Deadwood is probably my favorite show of all time. That’s for many reasons–the story, the amazing acting of Ian McShane and Brad Dourif among many others, the language. But among the reasons is the way the show gets at the filth and nastiness of the late 19th century. Some people didn’t like it because the show seemed so over the top in language, violence, and the general portrayal of that society. But while people didn’t exactly speak like the characters of Deadwood, the overall brutality was actually quite accurate, especially considering this is a wild frontier town.
I was reminded of this when recently reading Sharon Wood’s The Freedom of the Streets: Work, Citizenship, and Sexuality in a Gilded Age City. This book is about prostitution and gendered conceptions of the streets in late 19th and early 20th century Davenport, Iowa. Wood put together the lives of women who get called prostitutes (regardless of whether they were by modern standards or not). Remember how in Deadwood women like Trixie and Joanie Stubbs were sold to pimps? That was not uncommon at all.
Josie Mitchell was a downwardly mobile woman who ended up opening a brothel. Her daughter Sevilla married a man at the age of 15. He was soon selling her out as a prostitute and living on the proceeds. Minnie Hagan was homeless at the age of 13 and working as a prostitute to eat. She came from a broken home. She remained a prostitute during her marriage, which was to a pretty violent man. He eventually shot her in the head, but she survived.
Moreover, the age of consent in Iowa until the 1890s was 10. That’s right. 10. As it was in most states. This meant that if a girl came from a house not considered “respectable,” she was open game for sexual exploitation by men without legal means to punish them. It also meant that statutory rape charges could not be issued against men who had sex with young girls. In September 1891, a 10 year old Davenport girl named Ada Ammerman disappeared from her home. After three days she and two other young girls named Dolly Hamerly and Mamie Woods were discovered. Their clothes were soaked with semen. Three men were soon arrested and charged with 8 counts of rape. But they were found not guilty. While reformers wanted to end this practice and save these girls, men, including the entire political establishment of the city, defended the sporting men’s right to sexually use women they found on the streets. Rather, the defense successfully used the argument that these girls’ families had failed the city by allowing their girls on the street where they would be irresistible to men. The girls were already prostitutes by coming from poor families and being on the street. These girls were publicly tainted with this definition of them. Soon after this, Dolly Hamerly was sold to a brothel by her family. Eventually, this trial and other similar events led Iowa to raise the age of consent. To the ripe old age of 13.
In other words, Deadwood‘s portrayal of its prostitutes was not inaccurate. Unfortunately because in knowing that you also know the brutal real stories of women in the 1890s who lacked economic options to do much of anything outside of prostitution if they were poor and who were considered open game on the streets if they did not come from respectable families.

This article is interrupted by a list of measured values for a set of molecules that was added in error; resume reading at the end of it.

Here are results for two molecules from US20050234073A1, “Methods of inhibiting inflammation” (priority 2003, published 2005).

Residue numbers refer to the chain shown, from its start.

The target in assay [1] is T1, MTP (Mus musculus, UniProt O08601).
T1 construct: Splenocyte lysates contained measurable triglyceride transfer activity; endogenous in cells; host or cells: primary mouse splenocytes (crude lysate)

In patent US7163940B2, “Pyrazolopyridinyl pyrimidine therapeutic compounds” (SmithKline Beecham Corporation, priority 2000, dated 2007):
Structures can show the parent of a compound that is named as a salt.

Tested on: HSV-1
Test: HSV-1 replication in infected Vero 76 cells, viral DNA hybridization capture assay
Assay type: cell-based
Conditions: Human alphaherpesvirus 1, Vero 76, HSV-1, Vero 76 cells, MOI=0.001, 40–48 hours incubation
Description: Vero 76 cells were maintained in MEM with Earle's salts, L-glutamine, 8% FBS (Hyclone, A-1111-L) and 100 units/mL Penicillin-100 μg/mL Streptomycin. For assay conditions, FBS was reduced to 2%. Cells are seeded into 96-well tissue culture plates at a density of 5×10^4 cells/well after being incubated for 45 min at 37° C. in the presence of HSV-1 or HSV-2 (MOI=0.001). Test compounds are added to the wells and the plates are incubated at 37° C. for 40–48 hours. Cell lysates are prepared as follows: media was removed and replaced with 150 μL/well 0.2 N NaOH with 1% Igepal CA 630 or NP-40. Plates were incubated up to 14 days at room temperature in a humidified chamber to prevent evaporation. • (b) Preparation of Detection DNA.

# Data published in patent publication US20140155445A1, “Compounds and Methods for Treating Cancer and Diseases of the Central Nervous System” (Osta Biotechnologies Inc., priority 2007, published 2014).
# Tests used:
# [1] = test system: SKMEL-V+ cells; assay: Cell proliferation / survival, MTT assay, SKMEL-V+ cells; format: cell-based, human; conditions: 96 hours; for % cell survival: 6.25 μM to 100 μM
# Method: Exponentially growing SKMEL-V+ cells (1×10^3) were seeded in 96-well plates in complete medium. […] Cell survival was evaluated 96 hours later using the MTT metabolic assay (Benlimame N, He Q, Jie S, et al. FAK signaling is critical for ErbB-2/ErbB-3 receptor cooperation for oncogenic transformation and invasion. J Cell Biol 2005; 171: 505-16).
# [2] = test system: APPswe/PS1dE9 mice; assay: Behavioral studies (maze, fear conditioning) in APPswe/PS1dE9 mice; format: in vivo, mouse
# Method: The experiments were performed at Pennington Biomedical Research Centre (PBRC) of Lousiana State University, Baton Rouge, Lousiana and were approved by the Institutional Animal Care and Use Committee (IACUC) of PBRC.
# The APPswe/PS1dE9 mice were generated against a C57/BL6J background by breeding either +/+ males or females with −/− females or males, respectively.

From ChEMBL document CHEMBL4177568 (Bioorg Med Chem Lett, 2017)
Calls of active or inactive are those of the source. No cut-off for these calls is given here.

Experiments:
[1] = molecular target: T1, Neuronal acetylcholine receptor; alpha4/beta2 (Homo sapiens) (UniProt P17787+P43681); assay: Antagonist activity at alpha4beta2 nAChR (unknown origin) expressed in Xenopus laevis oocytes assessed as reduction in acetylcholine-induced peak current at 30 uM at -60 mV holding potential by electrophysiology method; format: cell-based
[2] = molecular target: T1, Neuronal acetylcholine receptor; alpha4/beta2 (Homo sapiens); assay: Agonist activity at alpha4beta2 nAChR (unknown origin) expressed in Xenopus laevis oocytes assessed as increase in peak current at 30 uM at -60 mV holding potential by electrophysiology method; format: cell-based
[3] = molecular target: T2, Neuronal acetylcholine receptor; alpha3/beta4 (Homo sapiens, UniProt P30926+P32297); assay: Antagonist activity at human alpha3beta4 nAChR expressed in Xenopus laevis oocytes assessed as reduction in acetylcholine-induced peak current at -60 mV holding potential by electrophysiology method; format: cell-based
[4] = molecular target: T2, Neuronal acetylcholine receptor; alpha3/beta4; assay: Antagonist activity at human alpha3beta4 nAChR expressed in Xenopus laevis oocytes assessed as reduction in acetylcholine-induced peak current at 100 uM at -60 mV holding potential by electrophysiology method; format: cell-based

I don’t see how Scott Walker’s competitors can overcome this endorsement.
Scott Baio — who played Chachi Arcola in “Happy Days” and its spinoff “Joanie Loves Chachi,” as well as the protagonist of “Charles in Charge” — tweeted his praise for Wisconsin Gov. Scott Walker, who is mulling a presidential run in 2016.
“Gov. Walker sounds a lot like President Reagan. #WalkerFor Pres,” the tweet read, with a picture of the actor posing alongside Walker.
Walker tweeted back Wednesday, writing: “Thanks! We both love Reagan, I’m flattered,” along with the hashtag #ChachiandWalkerLoveReagan.
I realize that the all-important Victoria Jackson endorsement is out there still. So maybe the election isn’t over quite yet.
It’s hard to imagine The Daily Show without Jon Stewart, but this is probably a good time for him to leave. Once the 2016 elections start, it would be awfully hard to leave. I haven’t watched The Daily Show regularly in years, really since Obama took office. For me, the real value of the show was therapy during the Bush years. I know it’s still good because politicians are still venal and Republicans are still crazier than loons so fresh material keeps on flowing but I kind of moved on. I have no idea who will replace Stewart and I can’t imagine stepping into those shoes. The show should be considered pretty legendary though in the annals of television, with Stewart a visionary figure on the level of Jerry Seinfeld, Bill Cosby (regardless of his crimes) and other great comedians who transformed television.
Plus destroying the first iteration of Crossfire in one segment earns him all the accolades.
I don’t know why Jim Harbaugh decided to take the Michigan job when he could have returned to his fine acting career.
One of the first TV shows I ever remember liking was Sledge Hammer, the 80s Dirty Harry spoof that lasted only a season and a half before being cancelled. I don’t know why I liked it then, certainly not because I understood all the jokes, but I remembered some funny stuff all these years later. I figured though that watching it today wouldn’t really pay off. But my brother, who reviews DVDs on the side, watched the series again and immediately said I had to watch it.
And you know what? It holds up pretty well. It has some of the problems of an 80s comedy. Too many episodes per season for one, leading to some bad ones. After the opening episode, at least they didn’t use a laugh track. But for the most part, this isn’t bad at all and some episodes are down right hilarious. It’s really a show ahead of its time. It really trusted its audience with all sorts of movie references, some of which that wouldn’t be all that super obvious to the average schlub watching ABC at 8 pm on a weekday night. Told political jokes. Made fun of other ABC shows. Comedies didn’t do these things in the 80s.